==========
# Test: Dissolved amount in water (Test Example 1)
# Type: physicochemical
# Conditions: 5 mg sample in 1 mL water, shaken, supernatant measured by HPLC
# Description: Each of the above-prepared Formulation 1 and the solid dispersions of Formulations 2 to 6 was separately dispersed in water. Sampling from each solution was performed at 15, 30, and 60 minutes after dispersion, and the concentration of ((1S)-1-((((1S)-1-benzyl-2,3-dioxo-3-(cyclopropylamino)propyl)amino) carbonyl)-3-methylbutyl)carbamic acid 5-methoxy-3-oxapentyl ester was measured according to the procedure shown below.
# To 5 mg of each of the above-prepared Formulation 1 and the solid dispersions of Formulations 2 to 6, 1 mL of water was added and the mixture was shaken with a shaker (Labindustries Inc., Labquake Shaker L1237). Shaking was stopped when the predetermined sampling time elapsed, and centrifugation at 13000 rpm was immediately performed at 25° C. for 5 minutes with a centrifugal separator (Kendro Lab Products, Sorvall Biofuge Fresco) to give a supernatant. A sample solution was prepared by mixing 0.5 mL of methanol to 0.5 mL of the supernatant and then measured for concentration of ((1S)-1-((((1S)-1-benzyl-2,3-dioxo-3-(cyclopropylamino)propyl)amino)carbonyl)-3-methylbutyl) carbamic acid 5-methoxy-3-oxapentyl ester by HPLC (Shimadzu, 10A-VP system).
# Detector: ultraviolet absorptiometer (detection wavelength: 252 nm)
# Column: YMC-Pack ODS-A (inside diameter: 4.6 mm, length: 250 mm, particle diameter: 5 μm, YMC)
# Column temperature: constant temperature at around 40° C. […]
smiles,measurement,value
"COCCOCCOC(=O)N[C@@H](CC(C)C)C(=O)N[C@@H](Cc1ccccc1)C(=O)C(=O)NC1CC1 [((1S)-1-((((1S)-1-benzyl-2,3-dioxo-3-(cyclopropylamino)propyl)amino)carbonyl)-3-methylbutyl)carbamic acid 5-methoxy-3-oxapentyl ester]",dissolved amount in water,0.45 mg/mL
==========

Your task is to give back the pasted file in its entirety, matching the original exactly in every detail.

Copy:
# Test: Dissolved amount in water (Test Example 1)
# Type: physicochemical
# Conditions: 5 mg sample in 1 mL water, shaken, supernatant measured by HPLC
# Description: Each of the above-prepared Formulation 1 and the solid dispersions of Formulations 2 to 6 was separately dispersed in water. Sampling from each solution was performed at 15, 30, and 60 minutes after dispersion, and the concentration of ((1S)-1-((((1S)-1-benzyl-2,3-dioxo-3-(cyclopropylamino)propyl)amino) carbonyl)-3-methylbutyl)carbamic acid 5-methoxy-3-oxapentyl ester was measured according to the procedure shown below.
# To 5 mg of each of the above-prepared Formulation 1 and the solid dispersions of Formulations 2 to 6, 1 mL of water was added and the mixture was shaken with a shaker (Labindustries Inc., Labquake Shaker L1237). Shaking was stopped when the predetermined sampling time elapsed, and centrifugation at 13000 rpm was immediately performed at 25° C. for 5 minutes with a centrifugal separator (Kendro Lab Products, Sorvall Biofuge Fresco) to give a supernatant. A sample solution was prepared by mixing 0.5 mL of methanol to 0.5 mL of the supernatant and then measured for concentration of ((1S)-1-((((1S)-1-benzyl-2,3-dioxo-3-(cyclopropylamino)propyl)amino)carbonyl)-3-methylbutyl) carbamic acid 5-methoxy-3-oxapentyl ester by HPLC (Shimadzu, 10A-VP system).
# Detector: ultraviolet absorptiometer (detection wavelength: 252 nm)
# Column: YMC-Pack ODS-A (inside diameter: 4.6 mm, length: 250 mm, particle diameter: 5 μm, YMC)
# Column temperature: constant temperature at around 40° C. […]
smiles,measurement,value
"COCCOCCOC(=O)N[C@@H](CC(C)C)C(=O)N[C@@H](Cc1ccccc1)C(=O)C(=O)NC1CC1 [((1S)-1-((((1S)-1-benzyl-2,3-dioxo-3-(cyclopropylamino)propyl)amino)carbonyl)-3-methylbutyl)carbamic acid 5-methoxy-3-oxapentyl ester]",dissolved amount in water,0.45 mg/mL